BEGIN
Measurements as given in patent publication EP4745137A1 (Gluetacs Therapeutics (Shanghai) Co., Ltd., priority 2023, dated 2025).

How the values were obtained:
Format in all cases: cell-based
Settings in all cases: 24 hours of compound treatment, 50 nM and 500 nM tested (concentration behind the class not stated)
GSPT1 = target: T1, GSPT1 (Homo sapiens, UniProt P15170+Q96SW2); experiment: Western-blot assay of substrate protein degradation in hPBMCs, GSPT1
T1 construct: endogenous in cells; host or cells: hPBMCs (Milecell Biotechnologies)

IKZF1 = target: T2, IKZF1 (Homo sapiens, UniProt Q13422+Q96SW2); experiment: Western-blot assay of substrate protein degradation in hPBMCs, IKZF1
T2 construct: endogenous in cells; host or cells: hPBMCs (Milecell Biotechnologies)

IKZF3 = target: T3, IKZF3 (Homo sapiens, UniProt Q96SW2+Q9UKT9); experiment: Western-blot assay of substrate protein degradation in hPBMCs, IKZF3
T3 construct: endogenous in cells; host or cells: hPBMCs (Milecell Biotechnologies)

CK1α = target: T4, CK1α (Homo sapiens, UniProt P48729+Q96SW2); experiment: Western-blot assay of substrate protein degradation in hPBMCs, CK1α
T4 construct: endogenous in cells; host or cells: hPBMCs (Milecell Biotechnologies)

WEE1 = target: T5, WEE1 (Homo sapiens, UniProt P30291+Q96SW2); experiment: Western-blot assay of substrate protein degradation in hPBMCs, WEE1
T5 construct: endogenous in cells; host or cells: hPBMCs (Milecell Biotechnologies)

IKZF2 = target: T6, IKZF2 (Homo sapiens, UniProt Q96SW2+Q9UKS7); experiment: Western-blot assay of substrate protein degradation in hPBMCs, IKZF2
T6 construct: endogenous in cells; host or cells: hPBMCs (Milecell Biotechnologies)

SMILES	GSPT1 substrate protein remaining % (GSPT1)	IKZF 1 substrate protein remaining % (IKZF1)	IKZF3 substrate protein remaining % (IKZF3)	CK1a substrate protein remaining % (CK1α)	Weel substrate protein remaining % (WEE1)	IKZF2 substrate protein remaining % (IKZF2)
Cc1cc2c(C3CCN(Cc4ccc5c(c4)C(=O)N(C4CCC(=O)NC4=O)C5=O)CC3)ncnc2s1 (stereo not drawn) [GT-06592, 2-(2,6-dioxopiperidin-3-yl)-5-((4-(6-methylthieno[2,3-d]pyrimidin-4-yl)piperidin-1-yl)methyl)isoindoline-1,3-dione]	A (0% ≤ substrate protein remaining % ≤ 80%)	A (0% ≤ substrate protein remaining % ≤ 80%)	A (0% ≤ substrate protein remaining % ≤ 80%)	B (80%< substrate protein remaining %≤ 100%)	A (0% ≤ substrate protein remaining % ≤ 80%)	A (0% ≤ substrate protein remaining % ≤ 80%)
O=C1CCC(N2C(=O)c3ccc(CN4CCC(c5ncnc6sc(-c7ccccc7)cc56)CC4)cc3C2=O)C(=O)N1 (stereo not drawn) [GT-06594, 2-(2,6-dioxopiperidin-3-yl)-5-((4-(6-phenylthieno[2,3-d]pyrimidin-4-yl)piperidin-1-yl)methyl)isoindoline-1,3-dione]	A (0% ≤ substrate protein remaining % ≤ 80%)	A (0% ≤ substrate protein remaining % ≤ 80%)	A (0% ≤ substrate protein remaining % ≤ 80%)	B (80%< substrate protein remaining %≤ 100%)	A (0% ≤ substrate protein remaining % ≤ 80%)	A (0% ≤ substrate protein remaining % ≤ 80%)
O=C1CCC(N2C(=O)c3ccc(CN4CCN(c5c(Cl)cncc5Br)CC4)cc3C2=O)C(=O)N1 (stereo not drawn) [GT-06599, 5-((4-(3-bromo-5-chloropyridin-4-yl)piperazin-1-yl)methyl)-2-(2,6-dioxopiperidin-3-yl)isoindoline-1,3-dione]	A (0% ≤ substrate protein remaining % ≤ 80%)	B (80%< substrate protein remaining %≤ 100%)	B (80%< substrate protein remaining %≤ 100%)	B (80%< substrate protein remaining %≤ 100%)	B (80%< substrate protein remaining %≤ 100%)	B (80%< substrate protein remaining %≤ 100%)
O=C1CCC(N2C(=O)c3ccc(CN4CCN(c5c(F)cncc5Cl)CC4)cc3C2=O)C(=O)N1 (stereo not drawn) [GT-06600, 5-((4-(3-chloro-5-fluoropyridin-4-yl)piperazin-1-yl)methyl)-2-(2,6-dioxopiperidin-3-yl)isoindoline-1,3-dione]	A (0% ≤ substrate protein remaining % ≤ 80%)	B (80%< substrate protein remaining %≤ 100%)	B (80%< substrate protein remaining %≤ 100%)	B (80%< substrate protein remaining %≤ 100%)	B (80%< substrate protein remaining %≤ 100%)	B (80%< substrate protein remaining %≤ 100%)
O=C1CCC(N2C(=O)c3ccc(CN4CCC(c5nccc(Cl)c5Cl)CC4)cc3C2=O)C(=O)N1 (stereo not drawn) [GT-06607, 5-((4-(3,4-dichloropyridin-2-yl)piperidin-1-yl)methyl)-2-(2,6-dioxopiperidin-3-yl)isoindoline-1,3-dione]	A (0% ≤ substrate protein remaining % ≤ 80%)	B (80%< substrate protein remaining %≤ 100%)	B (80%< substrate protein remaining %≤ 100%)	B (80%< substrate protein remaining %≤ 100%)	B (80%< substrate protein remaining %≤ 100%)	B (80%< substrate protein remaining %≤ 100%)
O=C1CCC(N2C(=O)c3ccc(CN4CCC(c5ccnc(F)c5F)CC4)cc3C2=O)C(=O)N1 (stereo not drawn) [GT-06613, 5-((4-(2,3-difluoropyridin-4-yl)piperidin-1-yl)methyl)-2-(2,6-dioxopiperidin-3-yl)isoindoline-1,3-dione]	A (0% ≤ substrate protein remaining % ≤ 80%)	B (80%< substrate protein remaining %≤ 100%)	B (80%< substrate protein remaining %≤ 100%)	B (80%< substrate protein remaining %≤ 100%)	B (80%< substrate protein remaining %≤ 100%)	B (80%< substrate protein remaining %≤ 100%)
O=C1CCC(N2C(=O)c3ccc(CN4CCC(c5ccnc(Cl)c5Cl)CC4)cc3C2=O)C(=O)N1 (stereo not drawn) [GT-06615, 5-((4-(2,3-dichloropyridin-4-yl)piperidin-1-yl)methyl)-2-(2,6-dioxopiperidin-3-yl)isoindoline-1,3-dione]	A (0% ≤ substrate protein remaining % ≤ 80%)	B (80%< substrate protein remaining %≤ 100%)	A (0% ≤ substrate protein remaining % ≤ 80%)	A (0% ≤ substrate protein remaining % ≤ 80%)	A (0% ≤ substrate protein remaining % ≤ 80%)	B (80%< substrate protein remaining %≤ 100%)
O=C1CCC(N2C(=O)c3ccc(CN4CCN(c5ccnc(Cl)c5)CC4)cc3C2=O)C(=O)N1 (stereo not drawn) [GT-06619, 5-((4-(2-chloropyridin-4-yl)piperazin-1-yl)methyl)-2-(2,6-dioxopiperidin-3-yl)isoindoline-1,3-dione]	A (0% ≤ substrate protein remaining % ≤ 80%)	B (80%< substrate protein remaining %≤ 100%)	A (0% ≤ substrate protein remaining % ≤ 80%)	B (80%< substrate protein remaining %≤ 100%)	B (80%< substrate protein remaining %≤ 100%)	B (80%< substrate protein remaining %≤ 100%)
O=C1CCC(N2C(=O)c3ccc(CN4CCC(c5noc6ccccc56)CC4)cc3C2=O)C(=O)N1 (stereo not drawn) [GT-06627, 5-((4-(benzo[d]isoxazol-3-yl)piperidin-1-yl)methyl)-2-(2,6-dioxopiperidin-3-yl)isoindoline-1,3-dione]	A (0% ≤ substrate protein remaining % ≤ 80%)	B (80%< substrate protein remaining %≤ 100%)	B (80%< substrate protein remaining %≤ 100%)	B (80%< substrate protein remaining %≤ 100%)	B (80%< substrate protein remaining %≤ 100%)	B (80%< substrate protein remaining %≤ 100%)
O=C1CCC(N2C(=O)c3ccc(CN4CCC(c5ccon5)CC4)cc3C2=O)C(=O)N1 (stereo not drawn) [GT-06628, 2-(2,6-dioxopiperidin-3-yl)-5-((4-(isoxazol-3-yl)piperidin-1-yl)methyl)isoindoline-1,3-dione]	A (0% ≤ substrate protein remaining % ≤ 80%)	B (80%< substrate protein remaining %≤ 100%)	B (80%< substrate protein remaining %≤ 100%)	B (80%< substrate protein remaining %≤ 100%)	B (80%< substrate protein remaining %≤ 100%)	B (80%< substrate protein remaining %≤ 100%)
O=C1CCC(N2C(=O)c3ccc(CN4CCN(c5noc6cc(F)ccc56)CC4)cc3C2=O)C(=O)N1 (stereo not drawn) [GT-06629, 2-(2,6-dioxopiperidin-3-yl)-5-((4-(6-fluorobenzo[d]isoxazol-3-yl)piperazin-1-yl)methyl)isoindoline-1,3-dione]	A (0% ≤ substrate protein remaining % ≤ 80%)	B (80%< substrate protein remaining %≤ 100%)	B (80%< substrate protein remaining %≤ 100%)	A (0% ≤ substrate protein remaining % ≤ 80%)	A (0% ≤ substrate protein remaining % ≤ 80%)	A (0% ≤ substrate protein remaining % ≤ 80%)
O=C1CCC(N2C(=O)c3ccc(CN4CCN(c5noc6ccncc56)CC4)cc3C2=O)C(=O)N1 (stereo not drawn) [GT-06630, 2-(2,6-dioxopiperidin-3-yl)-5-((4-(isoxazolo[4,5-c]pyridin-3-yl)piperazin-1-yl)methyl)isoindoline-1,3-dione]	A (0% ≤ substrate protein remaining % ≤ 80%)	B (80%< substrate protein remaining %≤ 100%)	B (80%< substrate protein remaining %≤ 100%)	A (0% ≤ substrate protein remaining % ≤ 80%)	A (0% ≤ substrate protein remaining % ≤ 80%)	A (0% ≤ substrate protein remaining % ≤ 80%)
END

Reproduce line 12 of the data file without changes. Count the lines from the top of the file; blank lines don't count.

T4 construct: endogenous in cells; host or cells: hPBMCs (Milecell Biotechnologies)